When you plan a route on the RideWithGPS website, the elevation used comes from a data set that was taken during a shuttle mission in the early 2000’s, where the shuttle orbited the earth and scanned the surface using radar, to estimate elevation. The resulting elevation dataset is a grid with 90 meter spacing between points, and for each point in a route planned using our software, we lookup the elevation using this dataset. We do a little math to enhance the accuracy of the estimate by interpolating between points. For example, if the point falls in the middle of a cell in the elevation dataset, we interpolate between neighboring points to estimate the elevation at that point. We have a couple higher precision datasets in specific areas that we use instead of SRTM where available, but the majority of routes planned outside of the United States use the SRTM dataset.
There are a few factors that contribute to differences in elevation calculations between devices: logging frequency, data collection method, and the software itself.
- Logging frequency. With most GPS recording devices you can choose how often the device logs a data point. The more frequent the data point collection is set to, the more data points that will be collected, which inherently increases the changes in elevation.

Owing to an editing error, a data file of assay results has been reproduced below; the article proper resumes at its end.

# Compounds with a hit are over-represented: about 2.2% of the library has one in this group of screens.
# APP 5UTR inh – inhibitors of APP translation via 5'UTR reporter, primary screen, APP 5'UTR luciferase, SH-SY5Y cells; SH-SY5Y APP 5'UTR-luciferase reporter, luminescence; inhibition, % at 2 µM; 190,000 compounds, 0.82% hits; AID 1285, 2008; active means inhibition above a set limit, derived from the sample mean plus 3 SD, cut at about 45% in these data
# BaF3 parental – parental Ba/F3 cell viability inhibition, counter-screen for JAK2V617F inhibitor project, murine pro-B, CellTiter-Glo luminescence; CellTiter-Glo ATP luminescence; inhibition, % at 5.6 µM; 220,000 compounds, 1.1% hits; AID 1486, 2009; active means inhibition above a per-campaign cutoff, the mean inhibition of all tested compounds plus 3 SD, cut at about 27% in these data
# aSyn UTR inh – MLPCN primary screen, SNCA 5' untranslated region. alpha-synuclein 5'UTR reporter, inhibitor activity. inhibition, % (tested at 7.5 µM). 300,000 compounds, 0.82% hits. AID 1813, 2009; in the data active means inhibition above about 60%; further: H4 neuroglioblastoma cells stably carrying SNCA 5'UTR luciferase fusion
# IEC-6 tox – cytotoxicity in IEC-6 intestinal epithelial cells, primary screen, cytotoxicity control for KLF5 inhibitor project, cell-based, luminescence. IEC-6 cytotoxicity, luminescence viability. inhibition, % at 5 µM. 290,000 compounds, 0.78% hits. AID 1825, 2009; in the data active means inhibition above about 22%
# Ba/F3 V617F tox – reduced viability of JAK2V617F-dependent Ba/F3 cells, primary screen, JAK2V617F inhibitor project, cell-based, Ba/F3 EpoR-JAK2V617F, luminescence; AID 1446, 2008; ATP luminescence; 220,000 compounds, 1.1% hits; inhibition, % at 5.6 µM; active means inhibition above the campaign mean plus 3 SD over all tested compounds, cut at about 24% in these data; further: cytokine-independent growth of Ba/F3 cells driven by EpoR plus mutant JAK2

- Data collection method. Many GPS units have a barometric pressure sensor, and this sensor is becoming more common on new smartphones. If you are not using a barometric pressure sensor while recording your ride, then you are likely using GPS derived elevation, which is much less accurate. There are a few factors that affect barometric pressure, like an incoming storm or entering a building or riding through an inversion, but overall you are going to get more accurate elevation than GPS derived elevation, which uses triangulation from satellites that are miles away to determine incremental changes in elevation.
- Software. The data that is collected while recording is first processed on the device, whether that be your Garmin unit or smartphone. GPS is a messy data stream so the device you are recording with utilizes an algorithm in the software to filter out bad data points. This algorithm process the data and removes outlier points to give you normalized data. Each algorithm has varying levels of thresholds and tolerances for bad data points, and these variations filter out different data points, so the end result is different. The elevation differences between software algorithms should be no more than 10% in either direction.
GPS is highly accurate in the horizontal plane, but very poor in the vertical. This is due to the angle between the line of site to the various GPS satellites, and the ground. Small errors result in big differences in height, but not big differences in location on the earth. As such, a barometric sensor is going to give you the best elevation measurement; using the replace elevation feature follows closely behind the barometer measurements, and GPS derived elevation pulls up the rear. There are some factors that can affect barometric pressure, like an incoming storm or entering a building or riding through an inversion. These conditions don’t usually cause large errors from point to point, but usually make the whole ride shift up or down in elevation.